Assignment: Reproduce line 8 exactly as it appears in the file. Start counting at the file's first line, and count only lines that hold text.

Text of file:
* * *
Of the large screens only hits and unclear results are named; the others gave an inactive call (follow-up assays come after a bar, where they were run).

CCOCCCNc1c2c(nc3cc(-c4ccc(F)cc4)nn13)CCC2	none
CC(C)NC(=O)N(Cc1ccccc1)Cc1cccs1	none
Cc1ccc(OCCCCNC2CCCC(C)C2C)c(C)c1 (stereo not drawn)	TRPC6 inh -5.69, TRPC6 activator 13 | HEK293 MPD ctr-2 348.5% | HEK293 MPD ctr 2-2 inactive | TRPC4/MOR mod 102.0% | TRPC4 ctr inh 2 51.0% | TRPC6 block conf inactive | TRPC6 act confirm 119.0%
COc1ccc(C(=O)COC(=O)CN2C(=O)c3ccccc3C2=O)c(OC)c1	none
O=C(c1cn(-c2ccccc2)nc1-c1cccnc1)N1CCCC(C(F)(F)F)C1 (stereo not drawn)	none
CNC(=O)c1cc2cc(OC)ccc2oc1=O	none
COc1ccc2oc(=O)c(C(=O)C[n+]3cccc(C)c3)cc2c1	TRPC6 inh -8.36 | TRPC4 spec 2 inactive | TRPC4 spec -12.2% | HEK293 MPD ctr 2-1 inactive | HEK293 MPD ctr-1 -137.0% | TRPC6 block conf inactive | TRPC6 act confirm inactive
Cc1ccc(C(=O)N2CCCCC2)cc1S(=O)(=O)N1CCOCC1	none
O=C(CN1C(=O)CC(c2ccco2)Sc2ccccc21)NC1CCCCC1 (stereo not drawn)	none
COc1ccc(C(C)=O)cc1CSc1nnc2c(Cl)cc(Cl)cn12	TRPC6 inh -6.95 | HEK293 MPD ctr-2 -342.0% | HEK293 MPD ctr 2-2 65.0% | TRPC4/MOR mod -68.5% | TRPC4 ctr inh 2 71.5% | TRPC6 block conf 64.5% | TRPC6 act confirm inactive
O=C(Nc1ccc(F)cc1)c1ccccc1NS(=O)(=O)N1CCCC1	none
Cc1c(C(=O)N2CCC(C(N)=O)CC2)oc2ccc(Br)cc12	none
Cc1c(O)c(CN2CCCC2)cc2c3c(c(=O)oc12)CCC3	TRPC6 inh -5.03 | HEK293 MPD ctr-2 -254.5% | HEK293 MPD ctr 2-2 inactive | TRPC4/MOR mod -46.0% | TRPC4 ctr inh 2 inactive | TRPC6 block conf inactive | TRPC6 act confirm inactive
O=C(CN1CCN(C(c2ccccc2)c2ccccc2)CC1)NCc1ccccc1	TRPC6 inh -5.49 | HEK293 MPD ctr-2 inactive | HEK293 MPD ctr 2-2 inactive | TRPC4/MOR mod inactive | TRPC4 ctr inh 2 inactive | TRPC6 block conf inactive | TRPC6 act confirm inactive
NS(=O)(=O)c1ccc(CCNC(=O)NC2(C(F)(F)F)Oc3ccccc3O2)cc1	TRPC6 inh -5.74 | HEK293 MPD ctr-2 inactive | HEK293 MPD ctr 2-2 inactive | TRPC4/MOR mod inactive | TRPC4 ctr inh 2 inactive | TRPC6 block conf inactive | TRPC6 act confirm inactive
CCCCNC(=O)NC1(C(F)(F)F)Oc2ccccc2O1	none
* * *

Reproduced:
COc1ccc2oc(=O)c(C(=O)C[n+]3cccc(C)c3)cc2c1	TRPC6 inh -8.36 | TRPC4 spec 2 inactive | TRPC4 spec -12.2% | HEK293 MPD ctr 2-1 inactive | HEK293 MPD ctr-1 -137.0% | TRPC6 block conf inactive | TRPC6 act confirm inactive